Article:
1. Formulators: All formulators will receive a 30-day extension to submit formulation data to ARB. The due date for formulators is extended to April 1, 2015. Formulators automatically receive the extension and do not need to send an email to request one.
2. Small Businesses: Responsible parties who are also a small business have an additional extension until July 1, 2015 for reporting 2013 data. For purposes of the 2013 Survey, a small business is defined as a company or entity with 25 or less full-time, part-time and contract employees combined. The 25 employee count must also include seasonal workers. For example, a salon with their own product line of hair care products with a 12 part-time employees would quality for this extension. Small businesses automatically receive the extension and do not need to send an email to request one.
3. Responsible Parties (other than those who qualify as “Small Businesses”): Responsible party requests will be handled on a case-by-case basis, and must request an extension by email no later than February 27, 2015. To request an extension from the original survey due date of March 2, 2015, responsible parties must email firstname.lastname@example.org by February 27, 2015 to make a request, and the email must have the following title: “2013 Survey Additional Extension Request – Company Name (add your company name here)”. In order to receive an extension, responsible parties will need to provide the following information:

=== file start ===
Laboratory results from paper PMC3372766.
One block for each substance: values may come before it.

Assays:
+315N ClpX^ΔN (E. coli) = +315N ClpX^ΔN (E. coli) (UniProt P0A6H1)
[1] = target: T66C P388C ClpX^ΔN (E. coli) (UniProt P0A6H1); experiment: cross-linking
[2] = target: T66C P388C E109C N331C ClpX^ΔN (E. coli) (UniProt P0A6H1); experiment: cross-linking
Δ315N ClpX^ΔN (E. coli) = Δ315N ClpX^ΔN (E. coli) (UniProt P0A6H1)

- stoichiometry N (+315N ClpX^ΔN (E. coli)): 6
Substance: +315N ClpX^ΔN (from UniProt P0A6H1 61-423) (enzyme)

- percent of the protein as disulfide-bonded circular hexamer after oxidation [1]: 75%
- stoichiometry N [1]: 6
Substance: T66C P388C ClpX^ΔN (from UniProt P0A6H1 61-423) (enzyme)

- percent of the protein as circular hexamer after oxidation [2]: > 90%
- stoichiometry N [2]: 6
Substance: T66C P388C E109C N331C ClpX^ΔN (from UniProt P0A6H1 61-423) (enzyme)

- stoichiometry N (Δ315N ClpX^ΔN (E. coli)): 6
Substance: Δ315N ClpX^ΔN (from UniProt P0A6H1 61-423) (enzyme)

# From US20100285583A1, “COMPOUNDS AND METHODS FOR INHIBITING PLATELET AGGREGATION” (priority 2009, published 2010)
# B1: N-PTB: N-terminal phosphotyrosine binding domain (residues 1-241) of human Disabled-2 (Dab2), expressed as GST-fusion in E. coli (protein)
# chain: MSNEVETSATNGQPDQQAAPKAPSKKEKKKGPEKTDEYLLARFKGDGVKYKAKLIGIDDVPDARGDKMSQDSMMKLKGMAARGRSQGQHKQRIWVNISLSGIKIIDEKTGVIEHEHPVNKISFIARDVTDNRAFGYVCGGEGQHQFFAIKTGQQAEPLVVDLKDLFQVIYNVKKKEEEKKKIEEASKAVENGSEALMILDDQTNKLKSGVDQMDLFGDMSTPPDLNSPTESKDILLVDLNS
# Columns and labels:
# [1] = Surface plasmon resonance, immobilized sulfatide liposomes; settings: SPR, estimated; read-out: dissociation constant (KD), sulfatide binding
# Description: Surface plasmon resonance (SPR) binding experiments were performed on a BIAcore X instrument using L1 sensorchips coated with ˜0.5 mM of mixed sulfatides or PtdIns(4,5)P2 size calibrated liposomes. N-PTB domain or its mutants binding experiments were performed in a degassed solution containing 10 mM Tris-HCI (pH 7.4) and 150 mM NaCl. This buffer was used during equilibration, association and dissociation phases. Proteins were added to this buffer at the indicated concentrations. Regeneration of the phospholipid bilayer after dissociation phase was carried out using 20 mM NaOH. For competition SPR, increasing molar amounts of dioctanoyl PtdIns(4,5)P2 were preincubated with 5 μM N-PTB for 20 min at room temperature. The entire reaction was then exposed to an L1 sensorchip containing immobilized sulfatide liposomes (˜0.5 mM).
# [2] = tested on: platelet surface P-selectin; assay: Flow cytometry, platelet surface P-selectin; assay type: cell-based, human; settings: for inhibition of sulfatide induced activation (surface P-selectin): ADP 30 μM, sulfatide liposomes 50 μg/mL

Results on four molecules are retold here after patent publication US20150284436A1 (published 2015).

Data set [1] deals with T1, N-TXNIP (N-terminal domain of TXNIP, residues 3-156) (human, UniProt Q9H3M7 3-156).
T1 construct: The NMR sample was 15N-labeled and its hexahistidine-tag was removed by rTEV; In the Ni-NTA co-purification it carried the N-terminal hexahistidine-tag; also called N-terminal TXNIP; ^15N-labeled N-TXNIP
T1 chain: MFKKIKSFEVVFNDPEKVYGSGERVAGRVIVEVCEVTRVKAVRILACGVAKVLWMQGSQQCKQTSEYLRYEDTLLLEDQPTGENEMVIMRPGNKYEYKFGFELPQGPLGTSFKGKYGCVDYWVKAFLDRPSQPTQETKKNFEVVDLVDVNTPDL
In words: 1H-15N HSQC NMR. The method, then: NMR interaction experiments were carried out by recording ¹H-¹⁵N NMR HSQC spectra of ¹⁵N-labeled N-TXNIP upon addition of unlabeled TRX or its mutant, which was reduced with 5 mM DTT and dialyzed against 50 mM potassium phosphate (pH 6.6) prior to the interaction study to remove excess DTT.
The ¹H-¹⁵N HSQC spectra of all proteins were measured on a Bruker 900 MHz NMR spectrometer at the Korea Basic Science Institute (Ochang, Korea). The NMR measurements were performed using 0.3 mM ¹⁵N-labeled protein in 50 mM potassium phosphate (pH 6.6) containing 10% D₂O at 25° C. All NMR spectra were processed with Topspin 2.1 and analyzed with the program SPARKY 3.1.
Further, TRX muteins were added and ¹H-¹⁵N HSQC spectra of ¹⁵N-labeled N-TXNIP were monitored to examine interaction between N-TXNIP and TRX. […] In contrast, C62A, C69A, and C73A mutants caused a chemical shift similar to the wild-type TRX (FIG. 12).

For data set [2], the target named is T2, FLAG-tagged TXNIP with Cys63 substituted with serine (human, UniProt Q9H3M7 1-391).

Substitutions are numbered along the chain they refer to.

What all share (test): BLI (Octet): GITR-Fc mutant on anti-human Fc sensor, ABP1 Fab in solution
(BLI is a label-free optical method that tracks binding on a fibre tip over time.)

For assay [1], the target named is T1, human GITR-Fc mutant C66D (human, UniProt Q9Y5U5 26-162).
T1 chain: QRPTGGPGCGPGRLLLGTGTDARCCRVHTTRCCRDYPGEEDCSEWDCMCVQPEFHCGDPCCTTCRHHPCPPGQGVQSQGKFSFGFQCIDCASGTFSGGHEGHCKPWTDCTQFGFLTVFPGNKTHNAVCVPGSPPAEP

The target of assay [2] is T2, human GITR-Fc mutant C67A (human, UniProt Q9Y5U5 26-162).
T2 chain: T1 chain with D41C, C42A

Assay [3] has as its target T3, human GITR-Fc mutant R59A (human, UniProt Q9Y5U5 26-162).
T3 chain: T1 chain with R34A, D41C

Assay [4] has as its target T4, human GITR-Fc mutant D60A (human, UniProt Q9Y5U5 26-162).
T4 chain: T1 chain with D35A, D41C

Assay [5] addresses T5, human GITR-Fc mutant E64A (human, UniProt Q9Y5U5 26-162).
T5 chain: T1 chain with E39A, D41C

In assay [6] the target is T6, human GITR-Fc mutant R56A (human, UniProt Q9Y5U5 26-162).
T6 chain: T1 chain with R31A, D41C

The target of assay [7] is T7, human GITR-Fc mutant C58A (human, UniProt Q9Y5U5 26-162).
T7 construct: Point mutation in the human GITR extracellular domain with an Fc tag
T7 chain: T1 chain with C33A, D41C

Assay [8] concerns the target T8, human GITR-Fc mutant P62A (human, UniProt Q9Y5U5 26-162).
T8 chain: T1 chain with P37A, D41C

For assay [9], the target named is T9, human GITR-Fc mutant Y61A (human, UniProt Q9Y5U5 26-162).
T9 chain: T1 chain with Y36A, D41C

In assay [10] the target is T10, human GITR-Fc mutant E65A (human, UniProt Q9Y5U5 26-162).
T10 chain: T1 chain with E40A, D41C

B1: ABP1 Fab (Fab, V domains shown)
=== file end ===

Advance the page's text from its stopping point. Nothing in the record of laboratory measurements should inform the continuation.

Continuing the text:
a) When did you learn about the 2013 Survey?
b) When did you start working on the 2013 Survey?
c) When did you finish your data collection effort for the 2013 Survey?
d) Approximately how many products will you report? labels?
e) How far along are you in entering data into the Consumer Products Reporting Tool (CPRT)?
f) How much time are you requesting to complete the 2013 Survey?
ARB staff will notify each company the results of their request via email.
ARB also reminded survey participants to submit complete data reports, as partial data sets will not be accepted.
Conkle, Kremer & Engel attorneys keep abreast of the latest developments in California regulatory laws to guide the firm’s clients through the shifting labyrinth that they must navigate.
This problem has become so widespread and severe that the World Intellectual Property Organization (WIPO) published a list of known international trademark registration scams. The USPTO keeps a similar scammer database, identifying the following organizations that sent non-USPTO solicitations, prompting consumer complaints to the USPTO:
In October 2014, a New York firm successfully won a lawsuit against “Patent & Trademark Agency LLC” for unfair competition and deceptive marketing practices, putting the company out of business. A Final Consent Judgment was entered against Patent & Trademark Agency LLC, by which it agreed to permanently discontinue marketing and selling trademark registration or renewal services in the United States.
If you receive any unexpected email or correspondence regarding a trademark registration, you should immediately contact the USPTO or your counsel to verify the veracity of the sender and the correspondence. Conkle, Kremer & Engel assists individuals and companies in all aspects of intellectual property protection, including the filing and maintenance of trademark registrations – and we know how to discriminate legitimate vendors from scammers.